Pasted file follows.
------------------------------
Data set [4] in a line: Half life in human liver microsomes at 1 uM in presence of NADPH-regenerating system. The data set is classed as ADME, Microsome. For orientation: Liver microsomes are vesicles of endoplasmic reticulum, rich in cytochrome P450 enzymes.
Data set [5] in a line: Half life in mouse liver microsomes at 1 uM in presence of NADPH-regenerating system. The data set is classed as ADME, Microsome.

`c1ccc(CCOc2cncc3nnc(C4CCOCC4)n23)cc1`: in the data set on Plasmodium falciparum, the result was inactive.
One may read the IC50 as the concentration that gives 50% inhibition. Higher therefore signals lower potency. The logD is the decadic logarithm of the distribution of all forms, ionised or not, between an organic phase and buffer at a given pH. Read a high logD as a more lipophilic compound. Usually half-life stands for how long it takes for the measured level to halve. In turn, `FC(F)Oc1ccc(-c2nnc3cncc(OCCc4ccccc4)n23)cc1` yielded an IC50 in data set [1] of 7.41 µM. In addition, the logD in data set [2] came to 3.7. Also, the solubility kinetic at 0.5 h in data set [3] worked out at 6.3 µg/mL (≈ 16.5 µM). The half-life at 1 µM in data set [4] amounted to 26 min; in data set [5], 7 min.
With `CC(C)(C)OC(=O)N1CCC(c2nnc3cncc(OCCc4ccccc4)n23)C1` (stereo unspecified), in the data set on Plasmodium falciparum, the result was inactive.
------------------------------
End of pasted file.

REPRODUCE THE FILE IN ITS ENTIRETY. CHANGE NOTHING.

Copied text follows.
Data set [4] in a line: Half life in human liver microsomes at 1 uM in presence of NADPH-regenerating system. The data set is classed as ADME, Microsome. For orientation: Liver microsomes are vesicles of endoplasmic reticulum, rich in cytochrome P450 enzymes.
Data set [5] in a line: Half life in mouse liver microsomes at 1 uM in presence of NADPH-regenerating system. The data set is classed as ADME, Microsome.

`c1ccc(CCOc2cncc3nnc(C4CCOCC4)n23)cc1`: in the data set on Plasmodium falciparum, the result was inactive.
One may read the IC50 as the concentration that gives 50% inhibition. Higher therefore signals lower potency. The logD is the decadic logarithm of the distribution of all forms, ionised or not, between an organic phase and buffer at a given pH. Read a high logD as a more lipophilic compound. Usually half-life stands for how long it takes for the measured level to halve. In turn, `FC(F)Oc1ccc(-c2nnc3cncc(OCCc4ccccc4)n23)cc1` yielded an IC50 in data set [1] of 7.41 µM. In addition, the logD in data set [2] came to 3.7. Also, the solubility kinetic at 0.5 h in data set [3] worked out at 6.3 µg/mL (≈ 16.5 µM). The half-life at 1 µM in data set [4] amounted to 26 min; in data set [5], 7 min.
With `CC(C)(C)OC(=O)N1CCC(c2nnc3cncc(OCCc4ccccc4)n23)C1` (stereo unspecified), in the data set on Plasmodium falciparum, the result was inactive.